Posted July 25, 2012

    Well-written but far too graphic and has excessive profanity

    This was very well-written and the story was a tribute to those who suffer so much for the rest of the world's freedom.
    However, it contained too much detail. It was very graphic, as the reality of this war truly is, but way too much for the average person to digest.
    I know many feel they have to resort to profanity -probably not totally educated in a vocabulary that can express themselves without it - but the use of profanity by the main character was excessive, especially since he is suppose to be an educated officer.
    A truly great writer can allude to these situations without dragging the reader down to that level.
    I won this book and I would have appreciated it as a great work had it not been so foul. It was generous to offer it for the giveaway but I will not be recommending it nor purchasing any further works of Tom Young because of the above reasons.

    0 out of 2 people found this review helpful.

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  • Posted July 16, 2012

    more from this reviewer

    I Also Recommend:

    Holding The Line

    Tom Young previously wrote under the name Thomas W. Young. (The Mullah's Storm and Silent Enemy) His stories are becoming more tightly written as is his name. His characters are becoming less stiff and more lifelike. His stories continue to evolve with more effective action scenes and greater character depth. The Renegades presents two sides of the warrior's dilemma.The book recounts the soldier's desire to fight, to lash out, to end the conflict by crushing the enemy. This is best personified in Air Force Lieutenant Colonel Michael Parson, a battle scared veteran who is training the U.S.'s Afghan allies in combat operations flying Russian built helicopters. It also shows the need to help others through understanding and providing aid and comfort. This role is effectively filled by U.S. Army Sergeant Major Sophia Gold. Her unique role as an interpreter and a jump qualified airborne veteran are tempered by her understanding and feelings for the victims of the terrorists. The humanity is not weighted down however with political correctness. The book is full of action. The author's background with the Air National Guard provides a rich basis for the dramatic descriptions of aerial action and hot, lead filled ground actions. This book provided for review by the well read folks at Library Thing and G. P. Putnam's Sons.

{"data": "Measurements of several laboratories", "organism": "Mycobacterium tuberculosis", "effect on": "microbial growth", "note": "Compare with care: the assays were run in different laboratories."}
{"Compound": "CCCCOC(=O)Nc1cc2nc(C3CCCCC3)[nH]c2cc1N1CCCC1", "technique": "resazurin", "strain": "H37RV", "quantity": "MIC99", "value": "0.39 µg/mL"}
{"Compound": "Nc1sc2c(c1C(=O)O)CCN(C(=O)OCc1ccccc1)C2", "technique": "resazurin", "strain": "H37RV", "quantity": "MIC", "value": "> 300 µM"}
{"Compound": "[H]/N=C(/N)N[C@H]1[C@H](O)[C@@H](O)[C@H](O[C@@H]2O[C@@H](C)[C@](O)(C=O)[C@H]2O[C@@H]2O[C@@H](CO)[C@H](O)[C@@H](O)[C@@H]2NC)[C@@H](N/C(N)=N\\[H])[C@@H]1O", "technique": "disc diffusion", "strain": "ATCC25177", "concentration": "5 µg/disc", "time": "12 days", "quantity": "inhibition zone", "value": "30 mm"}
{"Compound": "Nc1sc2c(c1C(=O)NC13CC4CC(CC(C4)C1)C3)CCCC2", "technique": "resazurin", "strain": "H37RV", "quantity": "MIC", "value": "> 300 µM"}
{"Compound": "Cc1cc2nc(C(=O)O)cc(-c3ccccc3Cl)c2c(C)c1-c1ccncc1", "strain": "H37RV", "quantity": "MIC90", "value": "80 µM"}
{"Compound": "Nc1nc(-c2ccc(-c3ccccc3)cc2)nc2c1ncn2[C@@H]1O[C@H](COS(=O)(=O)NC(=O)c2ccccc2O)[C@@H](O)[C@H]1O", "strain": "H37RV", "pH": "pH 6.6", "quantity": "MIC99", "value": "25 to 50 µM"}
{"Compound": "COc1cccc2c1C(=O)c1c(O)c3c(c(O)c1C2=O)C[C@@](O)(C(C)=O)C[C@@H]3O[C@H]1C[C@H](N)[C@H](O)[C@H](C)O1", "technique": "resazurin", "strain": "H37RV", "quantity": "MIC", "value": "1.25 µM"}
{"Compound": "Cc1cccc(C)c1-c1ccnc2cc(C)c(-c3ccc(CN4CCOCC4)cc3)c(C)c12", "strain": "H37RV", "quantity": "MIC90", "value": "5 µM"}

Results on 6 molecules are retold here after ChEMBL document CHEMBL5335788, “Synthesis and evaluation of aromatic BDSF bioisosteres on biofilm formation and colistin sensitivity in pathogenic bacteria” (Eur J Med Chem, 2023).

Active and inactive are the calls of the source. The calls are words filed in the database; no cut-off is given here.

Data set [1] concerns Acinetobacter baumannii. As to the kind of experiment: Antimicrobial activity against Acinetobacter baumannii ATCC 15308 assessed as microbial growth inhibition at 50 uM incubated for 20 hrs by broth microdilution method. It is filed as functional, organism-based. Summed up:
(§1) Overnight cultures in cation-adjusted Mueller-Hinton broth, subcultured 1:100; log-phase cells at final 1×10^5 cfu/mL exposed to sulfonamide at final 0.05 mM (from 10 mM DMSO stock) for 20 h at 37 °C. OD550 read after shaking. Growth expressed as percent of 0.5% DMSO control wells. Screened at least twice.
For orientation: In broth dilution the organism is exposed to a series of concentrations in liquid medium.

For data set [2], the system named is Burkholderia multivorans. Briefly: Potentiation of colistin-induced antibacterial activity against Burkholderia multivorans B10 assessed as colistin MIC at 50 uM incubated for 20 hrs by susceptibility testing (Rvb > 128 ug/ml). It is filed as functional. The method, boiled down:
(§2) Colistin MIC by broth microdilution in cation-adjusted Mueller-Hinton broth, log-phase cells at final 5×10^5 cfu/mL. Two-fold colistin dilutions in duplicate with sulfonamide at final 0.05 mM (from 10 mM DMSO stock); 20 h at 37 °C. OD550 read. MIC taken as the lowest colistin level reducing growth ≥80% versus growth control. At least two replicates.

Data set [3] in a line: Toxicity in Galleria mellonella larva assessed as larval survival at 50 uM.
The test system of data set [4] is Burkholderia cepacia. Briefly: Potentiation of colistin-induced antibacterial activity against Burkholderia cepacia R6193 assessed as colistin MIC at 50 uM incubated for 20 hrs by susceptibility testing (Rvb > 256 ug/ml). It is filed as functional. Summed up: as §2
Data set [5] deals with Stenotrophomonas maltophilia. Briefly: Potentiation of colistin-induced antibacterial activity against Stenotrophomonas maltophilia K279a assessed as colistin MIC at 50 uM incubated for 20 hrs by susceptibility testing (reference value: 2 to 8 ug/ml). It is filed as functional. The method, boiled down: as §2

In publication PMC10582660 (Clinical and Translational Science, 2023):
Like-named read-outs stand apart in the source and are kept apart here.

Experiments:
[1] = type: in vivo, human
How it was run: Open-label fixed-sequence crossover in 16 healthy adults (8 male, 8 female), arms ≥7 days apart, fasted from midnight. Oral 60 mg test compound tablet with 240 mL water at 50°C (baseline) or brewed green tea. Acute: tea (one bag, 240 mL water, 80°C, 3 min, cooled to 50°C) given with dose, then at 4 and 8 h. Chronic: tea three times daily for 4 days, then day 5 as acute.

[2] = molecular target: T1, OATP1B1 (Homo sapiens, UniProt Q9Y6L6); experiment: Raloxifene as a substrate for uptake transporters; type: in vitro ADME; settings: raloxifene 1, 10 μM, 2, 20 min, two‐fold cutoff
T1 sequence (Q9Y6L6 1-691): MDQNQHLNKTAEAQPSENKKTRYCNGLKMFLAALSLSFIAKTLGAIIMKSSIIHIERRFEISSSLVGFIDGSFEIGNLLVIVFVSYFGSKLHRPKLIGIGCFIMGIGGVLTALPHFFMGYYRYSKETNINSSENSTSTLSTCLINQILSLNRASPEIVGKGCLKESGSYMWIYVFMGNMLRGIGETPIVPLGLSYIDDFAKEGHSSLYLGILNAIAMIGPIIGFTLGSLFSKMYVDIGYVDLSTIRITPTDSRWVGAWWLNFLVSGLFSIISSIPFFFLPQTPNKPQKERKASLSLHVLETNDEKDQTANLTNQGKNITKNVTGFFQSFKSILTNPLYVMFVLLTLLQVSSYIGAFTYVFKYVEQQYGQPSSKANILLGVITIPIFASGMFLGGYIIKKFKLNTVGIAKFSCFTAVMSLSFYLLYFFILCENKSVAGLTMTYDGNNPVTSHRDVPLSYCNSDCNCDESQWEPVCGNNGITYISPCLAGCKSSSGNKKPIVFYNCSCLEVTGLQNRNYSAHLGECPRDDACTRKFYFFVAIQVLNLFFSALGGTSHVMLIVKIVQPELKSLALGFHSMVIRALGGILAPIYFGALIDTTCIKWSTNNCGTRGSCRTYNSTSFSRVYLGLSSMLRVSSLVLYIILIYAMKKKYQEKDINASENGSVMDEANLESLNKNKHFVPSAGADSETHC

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  • Anonymous

    Posted May 24, 2013

    No text was provided for this review.

  • Anonymous

    Posted October 14, 2012

    No text was provided for this review.

  • Anonymous

    Posted November 16, 2013

    No text was provided for this review.